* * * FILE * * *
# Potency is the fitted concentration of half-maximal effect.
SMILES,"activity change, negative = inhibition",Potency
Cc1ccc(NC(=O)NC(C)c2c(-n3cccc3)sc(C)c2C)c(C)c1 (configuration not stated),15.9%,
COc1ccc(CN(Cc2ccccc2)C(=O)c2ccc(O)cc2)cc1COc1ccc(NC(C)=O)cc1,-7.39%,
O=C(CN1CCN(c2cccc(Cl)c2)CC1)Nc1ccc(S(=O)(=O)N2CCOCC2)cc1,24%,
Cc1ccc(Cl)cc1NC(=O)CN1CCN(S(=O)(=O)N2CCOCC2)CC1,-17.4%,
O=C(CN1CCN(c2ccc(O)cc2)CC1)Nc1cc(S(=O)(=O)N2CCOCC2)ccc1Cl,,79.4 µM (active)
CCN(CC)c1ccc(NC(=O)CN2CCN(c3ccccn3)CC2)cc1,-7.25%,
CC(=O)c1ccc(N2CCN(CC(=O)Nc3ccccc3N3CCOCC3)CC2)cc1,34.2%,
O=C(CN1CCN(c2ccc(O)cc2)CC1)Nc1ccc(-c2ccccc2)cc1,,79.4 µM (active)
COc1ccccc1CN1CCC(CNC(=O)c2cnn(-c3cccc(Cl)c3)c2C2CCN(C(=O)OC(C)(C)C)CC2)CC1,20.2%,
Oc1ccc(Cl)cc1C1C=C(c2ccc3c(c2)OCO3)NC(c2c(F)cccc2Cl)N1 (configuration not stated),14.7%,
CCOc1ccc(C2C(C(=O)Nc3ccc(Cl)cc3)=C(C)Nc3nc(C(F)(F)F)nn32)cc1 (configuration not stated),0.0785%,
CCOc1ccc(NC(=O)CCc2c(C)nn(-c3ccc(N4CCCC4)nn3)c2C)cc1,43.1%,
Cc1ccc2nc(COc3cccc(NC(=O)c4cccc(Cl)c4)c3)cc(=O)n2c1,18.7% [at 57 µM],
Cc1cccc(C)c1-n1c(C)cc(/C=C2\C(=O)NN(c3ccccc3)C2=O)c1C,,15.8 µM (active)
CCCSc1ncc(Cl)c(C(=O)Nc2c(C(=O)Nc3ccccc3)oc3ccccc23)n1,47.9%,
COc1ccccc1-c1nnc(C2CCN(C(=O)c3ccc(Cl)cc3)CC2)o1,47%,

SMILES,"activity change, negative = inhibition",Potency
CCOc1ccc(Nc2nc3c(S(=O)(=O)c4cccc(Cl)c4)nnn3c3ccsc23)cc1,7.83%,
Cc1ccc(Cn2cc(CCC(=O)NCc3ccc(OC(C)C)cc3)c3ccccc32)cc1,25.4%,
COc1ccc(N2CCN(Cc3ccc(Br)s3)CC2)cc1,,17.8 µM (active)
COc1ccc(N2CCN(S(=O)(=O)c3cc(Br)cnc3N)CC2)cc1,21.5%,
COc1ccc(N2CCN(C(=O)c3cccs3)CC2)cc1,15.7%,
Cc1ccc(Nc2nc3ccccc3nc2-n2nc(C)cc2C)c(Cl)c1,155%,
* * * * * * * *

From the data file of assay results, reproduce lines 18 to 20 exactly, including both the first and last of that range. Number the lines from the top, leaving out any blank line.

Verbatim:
COc1ccccc1-c1nnc(C2CCN(C(=O)c3ccc(Cl)cc3)CC2)o1,47%,

SMILES,"activity change, negative = inhibition",Potency
CCOc1ccc(Nc2nc3c(S(=O)(=O)c4cccc(Cl)c4)nnn3c3ccsc23)cc1,7.83%,